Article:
And even after reading the book it seems that the end is near, the author gives recommendations on how to survive the uncertain times that lie ahead; he gives reasons why this is the right time to change money into objects whose value will certainly not decline in uncertain times that expect the world's currencies, things that have proven its value through the history, such as works of art, land or gold.

I would not go into the discussion chapter by chapter because my fellow reviewer has done it exceptionally-well and there is no need to repeat, but in any case I can recommend this book to all those who enjoy reading about the economics, and have more advanced knowledge or are at least willing to learn about it.

After reading the author’s two books, it can be certainly said that James Rickards is one of the authors that marked the economics scene in the last 5 years, so all the recommendations to this as well as his previous work.
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6 of 8 people found the following review helpful
5.0 out of 5 stars A stunning book - a must buy, 5 April 2014
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This review is from: The Death of Money: The Coming Collapse of the International Monetary System (Paperback)
Make no mistake, Rickards has really excelled himself with this book. It's a masterpiece, in my opinion. A brilliant read from start to finish - even better than his first book 'Currency Wars'.

I can't recommend this highly enough.
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5.0 out of 5 stars Five Stars, 2 July 2014
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This review is from: The Death of Money: The Coming Collapse of the International Monetary System (Paperback)
A must read!
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5.0 out of 5 stars How money has been affected by the global economic crisis, 1 July 2014
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There is no doubt there has been an economic crisis but the most fundamental question of how our money has been affected is tackled by this book. From describing what is money to the question of whether it might be the next casualty of the crisis you navigate an explanation of how we got to where we are. Using money is a daily routine for most of us and we don't ask questions about it, it's value and what is happening to money.

Some of the book is a bit technical but it remains readable. I don't agree with everything the author says but you wonder if money itself has been threatened by the world addiction to debt. Great read if you have any interest in finance.
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5.0 out of 5 stars Being prepared, 30 Jun 2014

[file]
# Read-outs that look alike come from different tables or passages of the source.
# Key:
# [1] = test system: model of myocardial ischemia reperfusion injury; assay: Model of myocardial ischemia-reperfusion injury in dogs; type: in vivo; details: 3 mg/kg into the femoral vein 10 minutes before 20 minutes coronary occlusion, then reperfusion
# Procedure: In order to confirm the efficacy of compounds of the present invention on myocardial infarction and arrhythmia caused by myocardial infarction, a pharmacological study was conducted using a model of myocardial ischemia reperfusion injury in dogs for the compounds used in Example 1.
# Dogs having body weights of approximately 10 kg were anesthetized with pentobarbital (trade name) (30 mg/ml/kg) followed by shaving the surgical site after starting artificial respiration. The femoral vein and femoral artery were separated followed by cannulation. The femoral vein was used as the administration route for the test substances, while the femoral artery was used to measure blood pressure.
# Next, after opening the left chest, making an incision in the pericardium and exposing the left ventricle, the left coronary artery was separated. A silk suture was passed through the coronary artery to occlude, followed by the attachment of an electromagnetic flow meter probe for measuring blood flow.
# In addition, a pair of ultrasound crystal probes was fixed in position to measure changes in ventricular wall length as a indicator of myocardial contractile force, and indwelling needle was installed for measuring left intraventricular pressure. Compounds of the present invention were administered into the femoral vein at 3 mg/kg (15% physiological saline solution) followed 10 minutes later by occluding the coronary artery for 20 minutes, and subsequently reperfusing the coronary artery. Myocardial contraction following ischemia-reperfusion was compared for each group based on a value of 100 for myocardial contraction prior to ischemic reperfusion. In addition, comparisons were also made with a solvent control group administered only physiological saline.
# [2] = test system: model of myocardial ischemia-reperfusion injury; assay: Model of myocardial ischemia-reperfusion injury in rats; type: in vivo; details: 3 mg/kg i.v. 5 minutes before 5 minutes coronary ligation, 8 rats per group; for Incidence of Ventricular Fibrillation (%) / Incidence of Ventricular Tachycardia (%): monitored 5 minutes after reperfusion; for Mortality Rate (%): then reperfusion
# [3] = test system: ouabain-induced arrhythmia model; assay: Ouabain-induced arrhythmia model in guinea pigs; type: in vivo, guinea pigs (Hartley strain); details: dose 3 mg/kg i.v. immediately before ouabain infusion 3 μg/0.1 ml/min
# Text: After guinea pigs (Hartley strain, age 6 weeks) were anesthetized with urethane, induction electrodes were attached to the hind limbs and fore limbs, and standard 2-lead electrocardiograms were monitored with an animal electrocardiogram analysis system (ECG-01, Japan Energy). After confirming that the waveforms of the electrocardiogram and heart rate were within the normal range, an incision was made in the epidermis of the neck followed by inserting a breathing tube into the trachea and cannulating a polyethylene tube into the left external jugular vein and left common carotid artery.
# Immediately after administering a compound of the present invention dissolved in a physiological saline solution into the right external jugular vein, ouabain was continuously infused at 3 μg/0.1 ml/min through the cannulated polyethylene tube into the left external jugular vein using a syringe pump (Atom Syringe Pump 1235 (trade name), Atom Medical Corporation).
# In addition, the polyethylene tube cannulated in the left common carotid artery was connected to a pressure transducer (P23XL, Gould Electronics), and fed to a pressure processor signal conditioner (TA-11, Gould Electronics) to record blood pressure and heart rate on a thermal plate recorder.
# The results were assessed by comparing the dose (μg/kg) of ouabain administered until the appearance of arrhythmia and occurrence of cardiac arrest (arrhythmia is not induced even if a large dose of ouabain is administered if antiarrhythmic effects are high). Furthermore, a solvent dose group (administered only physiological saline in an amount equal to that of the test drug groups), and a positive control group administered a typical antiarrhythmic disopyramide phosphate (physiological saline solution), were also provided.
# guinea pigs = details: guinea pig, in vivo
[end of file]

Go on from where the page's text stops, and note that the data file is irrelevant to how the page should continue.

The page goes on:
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This review is from: The Death of Money: The Coming Collapse of the International Monetary System (Paperback)
This book is a ”must” to read if you want to be prepared for the very possible currency crash coming up. Most currencies in the world today are created out of thin air. They are mostly based on trust. Trust is not a tangible asset. I especially like what Richards says about gold – a tangible asset. I am not so sure about his positive opinions about the Euro. The EU countries are heavily burdened by extensive social welfare systems, which are not sustainable in the long term. This is a book everyone should read, but that will not happen.
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4.0 out of 5 stars Great read, 11 Jun 2014
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This review is from: The Death of Money: The Coming Collapse of the International Monetary System (Paperback)
Very good follow up to "currency wars" and oh my the author optimistic out look in his first book has now gone. I recommend reading both books if you want to see the real picture of what is going on and not the fake media news pumped out to paint a rosy picture.
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5.0 out of 5 stars fascinating, informative, worrying, 10 Jun 2014
By 
Mr. M. V. Meyerstein (UK) - See all my reviews
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this book gives a superlative explanation of how and why the world's monetary system, based on the ubiquitous use of the US$ for trade, is going to the dogs. It describes the system which might replace it, i.e. a two-tier system with the IMF's Special Drawing Rights at the top layer with national currencies at the underlying layer. It explains why leading nations will need gold reserves for this system to work. But it also tells why the present system will, in all likelihood, not survive long enough for the new system to be brought in in an orderly manner. I found the chapters dealing with China's economy (and their thirst for gold) especially interesting, as their problems will greatly contribute to the coming financial chaos.